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Bittmann & Wilhelm GbR

Full Body vs. Split Routine

September 4, 2023

Hey guys!! Welcome to my first Calisthenics article!

Today we’re diving into a frequently debated topic with varied opinions and feelings: FULL BODY ROUTINE vs. SPLIT ROUTINE.

Typically, bodybuilders lean towards split routines, contrasting with Calisthenics which favors full body training. In the Street Workout world, much like bodybuilding, the Split Routine system is prevalent over Calisthenics. Often, online searches for new Street Workout routines lead to programs divided across several days, focusing on individual muscle groups rather than a full-body approach.

Personally, I prefer the Full Body Routine over the Split.

But , WHY?

I believe educating your CNS (Central Nervous System) in complex motor patterns, like those in full body routines, helps you acquire high-quality skills and perfect form early in life, maintaining them as you age.

Full body routines strengthen, maintain, and enhance your body’s mobility and flexibility, assuming you continue daily stretching and foam rolling. Building a strong, flexible, and mobile body is preferable to one that’s merely large but lacks essential elements for lifelong training. When young, it’s easy to overlook future concerns for your body, bones, ligaments, tendons, and tissues post-40.

It’s crucial to focus on injury prevention for later life stages.

Neglecting to train your body for flexibility and mobility can lead to issues like osteoporosis, poor ligaments and tissues, or lower back problems (e.g., herniated disk), due to focusing solely on weight and mass gain and the stress from excessive efforts.

The next pages will detail the main differences between full body and split routines, helping you make an informed choice.

Full Body Routine

A full body routine emphasizes compound exercises involving multiple muscles simultaneously, avoiding isolation exercises typical of Split routines. This approach leads to significant gains in strength and mass. Training 2-3 times a week is usually enough to see improvements.

The increase in volume/repetitions is another benefit. Time is precious, and this training type saves a lot and allows for complementary activities on rest days.During rest days, include a 60-90 minute stretching session for flexibility, and a similar duration for foam rolling for mobility.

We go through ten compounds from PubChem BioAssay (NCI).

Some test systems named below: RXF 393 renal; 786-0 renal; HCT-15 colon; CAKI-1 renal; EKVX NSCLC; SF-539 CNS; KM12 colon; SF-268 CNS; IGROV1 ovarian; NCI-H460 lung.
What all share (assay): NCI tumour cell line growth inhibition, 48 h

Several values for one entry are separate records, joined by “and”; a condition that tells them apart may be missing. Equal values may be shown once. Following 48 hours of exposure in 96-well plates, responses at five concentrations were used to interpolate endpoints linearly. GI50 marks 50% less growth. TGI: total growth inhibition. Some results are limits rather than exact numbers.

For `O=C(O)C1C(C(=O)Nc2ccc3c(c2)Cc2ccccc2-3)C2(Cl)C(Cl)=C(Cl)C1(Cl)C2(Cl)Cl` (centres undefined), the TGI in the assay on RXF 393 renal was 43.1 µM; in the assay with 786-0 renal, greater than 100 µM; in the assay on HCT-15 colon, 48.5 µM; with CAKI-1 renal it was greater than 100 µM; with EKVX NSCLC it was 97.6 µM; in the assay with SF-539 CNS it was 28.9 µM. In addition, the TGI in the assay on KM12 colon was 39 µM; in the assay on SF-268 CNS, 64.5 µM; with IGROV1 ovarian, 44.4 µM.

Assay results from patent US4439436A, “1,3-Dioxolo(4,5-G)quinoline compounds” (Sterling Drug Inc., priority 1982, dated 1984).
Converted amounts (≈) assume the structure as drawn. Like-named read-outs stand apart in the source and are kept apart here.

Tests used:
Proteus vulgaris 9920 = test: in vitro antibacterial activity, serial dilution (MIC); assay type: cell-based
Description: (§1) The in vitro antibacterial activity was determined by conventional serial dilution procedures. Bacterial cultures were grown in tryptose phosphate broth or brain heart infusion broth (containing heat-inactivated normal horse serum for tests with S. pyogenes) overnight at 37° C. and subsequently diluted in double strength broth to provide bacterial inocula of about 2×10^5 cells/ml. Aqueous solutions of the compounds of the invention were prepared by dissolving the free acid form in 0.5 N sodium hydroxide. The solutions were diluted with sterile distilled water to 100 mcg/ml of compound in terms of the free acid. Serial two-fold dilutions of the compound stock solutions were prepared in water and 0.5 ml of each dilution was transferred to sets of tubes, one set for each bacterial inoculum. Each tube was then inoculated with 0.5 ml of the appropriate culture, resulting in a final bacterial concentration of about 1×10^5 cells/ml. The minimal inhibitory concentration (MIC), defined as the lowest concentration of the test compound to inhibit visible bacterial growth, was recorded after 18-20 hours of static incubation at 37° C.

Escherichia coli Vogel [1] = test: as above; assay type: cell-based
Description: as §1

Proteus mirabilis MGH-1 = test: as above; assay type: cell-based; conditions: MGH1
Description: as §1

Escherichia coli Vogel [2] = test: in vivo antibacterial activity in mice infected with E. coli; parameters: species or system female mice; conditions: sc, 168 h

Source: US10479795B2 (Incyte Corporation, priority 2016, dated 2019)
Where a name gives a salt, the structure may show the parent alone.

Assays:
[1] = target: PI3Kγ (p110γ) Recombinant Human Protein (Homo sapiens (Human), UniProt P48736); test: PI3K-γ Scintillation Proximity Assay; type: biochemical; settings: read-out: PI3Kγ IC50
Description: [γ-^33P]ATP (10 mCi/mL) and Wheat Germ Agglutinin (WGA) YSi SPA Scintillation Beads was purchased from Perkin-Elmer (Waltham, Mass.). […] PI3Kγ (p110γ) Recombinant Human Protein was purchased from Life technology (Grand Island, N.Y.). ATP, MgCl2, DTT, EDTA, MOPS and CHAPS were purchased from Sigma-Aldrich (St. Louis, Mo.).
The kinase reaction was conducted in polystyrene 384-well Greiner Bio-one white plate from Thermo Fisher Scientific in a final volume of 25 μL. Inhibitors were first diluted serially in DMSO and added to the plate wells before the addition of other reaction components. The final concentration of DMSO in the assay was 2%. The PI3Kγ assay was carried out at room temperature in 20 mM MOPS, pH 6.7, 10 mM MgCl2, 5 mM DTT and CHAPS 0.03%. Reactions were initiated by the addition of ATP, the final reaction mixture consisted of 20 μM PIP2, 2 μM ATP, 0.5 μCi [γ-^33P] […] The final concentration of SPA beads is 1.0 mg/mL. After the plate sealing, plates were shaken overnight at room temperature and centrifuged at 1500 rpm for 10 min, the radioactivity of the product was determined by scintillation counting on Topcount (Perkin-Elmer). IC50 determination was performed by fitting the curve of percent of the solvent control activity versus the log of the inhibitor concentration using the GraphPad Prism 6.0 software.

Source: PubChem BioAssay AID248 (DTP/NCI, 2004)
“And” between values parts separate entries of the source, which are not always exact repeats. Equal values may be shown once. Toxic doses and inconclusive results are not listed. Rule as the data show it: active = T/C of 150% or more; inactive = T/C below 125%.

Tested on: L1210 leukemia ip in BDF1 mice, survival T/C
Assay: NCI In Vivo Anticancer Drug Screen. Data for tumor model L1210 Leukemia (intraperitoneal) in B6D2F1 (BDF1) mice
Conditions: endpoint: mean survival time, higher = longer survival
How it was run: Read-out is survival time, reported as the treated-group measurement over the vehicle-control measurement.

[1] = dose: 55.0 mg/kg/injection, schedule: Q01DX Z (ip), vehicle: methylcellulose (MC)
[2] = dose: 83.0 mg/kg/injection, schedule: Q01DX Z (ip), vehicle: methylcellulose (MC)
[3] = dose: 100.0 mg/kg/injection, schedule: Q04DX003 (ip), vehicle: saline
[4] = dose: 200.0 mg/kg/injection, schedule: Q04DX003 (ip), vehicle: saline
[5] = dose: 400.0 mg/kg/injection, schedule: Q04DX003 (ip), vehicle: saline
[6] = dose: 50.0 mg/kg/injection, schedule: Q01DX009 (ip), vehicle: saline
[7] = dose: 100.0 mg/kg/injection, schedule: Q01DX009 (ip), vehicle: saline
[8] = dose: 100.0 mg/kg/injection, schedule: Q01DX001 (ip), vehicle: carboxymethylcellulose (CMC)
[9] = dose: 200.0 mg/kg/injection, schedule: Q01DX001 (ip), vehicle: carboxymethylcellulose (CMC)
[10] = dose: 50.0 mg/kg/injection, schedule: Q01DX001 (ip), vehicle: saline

Steven Low’s “Overcoming Gravity: A systematic approach to gymnastics and bodyweight strength” illustrates this point: “Consider the planche exercise. In a split routine, it’s a twice-weekly pushing exercise. In a full body routine, it’s practiced thrice weekly. Over a year, that’s 50 more planche workouts with the full body routine!”

52 weeks * 2 times per week = ~100 planche workouts

52 weeks * 3 times per week = ~150 planche workouts

This math shows a 25-week, or roughly 6-month, advantage in planche training with a full body routine. Full body training increases work volume, repetitions/sets of each exercise, and promotes strength and mass growth. It also accelerates skill progression with a reduced injury and overtraining risk. A Calisthenics full body routine involves all muscles from the core to biceps, triceps, chest, lats, shoulders, traps, legs, calves, etc., following a progression to advanced skill stages.

Split Routine

Contrastingly, a split routine isolates workouts to single muscle groups. Common examples include chest/triceps, back/biceps, push/pull/legs, upper body/lower body, focusing on exercises for the same muscle group. This isn’t forbidden, but beginners or intermediates should focus on full body routines for quality work over isolated exercises.

Advanced athletes might focus on individual muscles for specific strength and quality. Many Street Workout routines mirror bodybuilding, targeting single muscle groups like back/triceps, chest/biceps, shoulders, and legs. This increases muscle mass and strength, but takes longer than full body routines.

Split routines are more common among professional/elite athletes or those rehabilitating injuries, focusing on specific muscle groups during high-intensity workouts. A split routine allows elite athletes to concentrate on single muscle groups throughout the week.

Now, with an understanding of both routines, let’s explore practical examples:

Full Body Routine: Skill Frontlever & Planche

In Calisthenics, the focus is on progressions, not just single exercises. For skills like the Front Lever and Planche, workouts include a range of exercises involving all main muscle groups. For example, the front lever progression builds strength in triceps, lats, core, and shoulders. A tuck front lever hold already involves many muscles.

Similarly, the planche progression requires shoulder, bicep, and core strength, incorporating push-up variations and planche holds on the floor, parallettes, and rings. You work on multiple muscles simultaneously, not just isolated ones.

Split Routine: Target Muscles Chest & Triceps

Here, the focus is on chest and triceps. Street Workout routines might include dips on parallettes or rings, diamond push-ups, and triceps extensions on a mid-bar. These exercises target the triceps, while for the chest, variations of push-ups on bars, parallettes, and rings are used. This routine repeatedly targets specific muscles, isolating the workload.

While this method is not incorrect and recommended for those aiming to first increase strength and size, it doesn’t adapt the body to various motor patterns, focusing on isolated muscles instead.

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